How Much Bleach Cleans Algae in a Fountain?
No matter how hard you try to keep your fountain clean and attractive, algae is a perennial problem in all fountains. While harmless, algae diminishes the appearance of the water feature. When properly applied, bleach is a useful way to remove algae quickly and easily from fountains. The amount of bleach needed as well as the method of application varies based on the type and size of the fountain.
Common laundry bleach is a cheap and easy way to remove algae from water features. Bleach is a readily available cleaning supply and contains approximately 5 percent sodium hypochlorite, a chlorine that effectively sterilizes water. It takes only a mild solution of bleach to remove algae and other microoganisms from fountains. Over time, the chlorine evaporates from the water.
Bleach for Small Fountains
Small garden or indoor fountains made from ceramic or plastic materials are easy to clean by adding bleach directly to the water. Add 1 teaspoon of bleach for every 20 gallons of water in the fountain. For small fountains less than 20 gallons in size, simply add five to 10 drops of bleach to the water. Wipe away the algae from the surface of the fountain a few hours after adding bleach.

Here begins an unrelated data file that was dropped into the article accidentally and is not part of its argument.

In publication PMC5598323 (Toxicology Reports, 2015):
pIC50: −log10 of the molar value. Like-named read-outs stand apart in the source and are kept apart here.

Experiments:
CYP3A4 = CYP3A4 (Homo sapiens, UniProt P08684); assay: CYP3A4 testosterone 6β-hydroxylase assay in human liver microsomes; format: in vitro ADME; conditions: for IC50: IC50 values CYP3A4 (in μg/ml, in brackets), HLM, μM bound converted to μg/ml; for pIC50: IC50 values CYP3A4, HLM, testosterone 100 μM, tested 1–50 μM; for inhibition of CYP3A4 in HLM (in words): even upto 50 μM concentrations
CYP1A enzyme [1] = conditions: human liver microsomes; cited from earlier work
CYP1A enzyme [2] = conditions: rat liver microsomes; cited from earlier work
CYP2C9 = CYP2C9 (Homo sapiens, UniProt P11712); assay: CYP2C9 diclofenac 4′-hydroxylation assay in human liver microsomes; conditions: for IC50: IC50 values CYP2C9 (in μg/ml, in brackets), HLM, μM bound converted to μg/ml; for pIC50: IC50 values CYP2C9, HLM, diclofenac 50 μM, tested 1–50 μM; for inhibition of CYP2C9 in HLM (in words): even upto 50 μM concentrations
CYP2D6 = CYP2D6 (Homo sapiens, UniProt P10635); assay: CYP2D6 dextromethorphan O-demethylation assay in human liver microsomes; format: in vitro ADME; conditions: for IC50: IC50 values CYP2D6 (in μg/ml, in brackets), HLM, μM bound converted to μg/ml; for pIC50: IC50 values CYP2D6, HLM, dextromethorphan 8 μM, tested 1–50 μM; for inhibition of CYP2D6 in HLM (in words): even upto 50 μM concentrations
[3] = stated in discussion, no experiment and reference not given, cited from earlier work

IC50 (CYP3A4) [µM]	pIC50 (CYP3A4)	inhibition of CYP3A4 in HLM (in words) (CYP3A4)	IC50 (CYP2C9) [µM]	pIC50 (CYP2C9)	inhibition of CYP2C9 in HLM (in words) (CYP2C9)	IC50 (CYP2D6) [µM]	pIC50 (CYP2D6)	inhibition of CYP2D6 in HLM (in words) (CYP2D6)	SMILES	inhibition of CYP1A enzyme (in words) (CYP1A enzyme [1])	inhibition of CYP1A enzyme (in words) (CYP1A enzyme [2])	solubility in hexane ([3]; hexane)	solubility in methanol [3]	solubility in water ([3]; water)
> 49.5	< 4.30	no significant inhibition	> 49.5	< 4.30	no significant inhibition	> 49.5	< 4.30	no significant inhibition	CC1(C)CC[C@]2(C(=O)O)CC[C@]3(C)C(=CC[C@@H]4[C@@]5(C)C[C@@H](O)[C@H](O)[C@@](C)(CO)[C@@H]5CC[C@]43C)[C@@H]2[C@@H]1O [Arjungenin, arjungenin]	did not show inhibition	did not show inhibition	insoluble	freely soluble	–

Bleach Solution for Large Fountains
Large concrete fountains often require a more concentrated dose of bleach in order to remove algae. Add 3/4 cup of bleach to 1 gallon of water. Drain the water in the fountain and soak the algae with the bleach solution. Allow the solution to sit for 10 to 15 minutes in order to kill the algae and make it easier to remove from the wall of the fountain. Scrub the algae away with a scrub brush and rinse thoroughly with a garden hose to remove the bleach solution and any lingering algae.
While bleach solutions are a simple way to kill algae from fountains, they also contain soaps that remain in the water, and can cause damage to pumps and aquatic animals with regular use. After using bleach to remove algae, limit the amount of direct sunlight the fountain receives, if possible, to reduce the chances of future algae problems.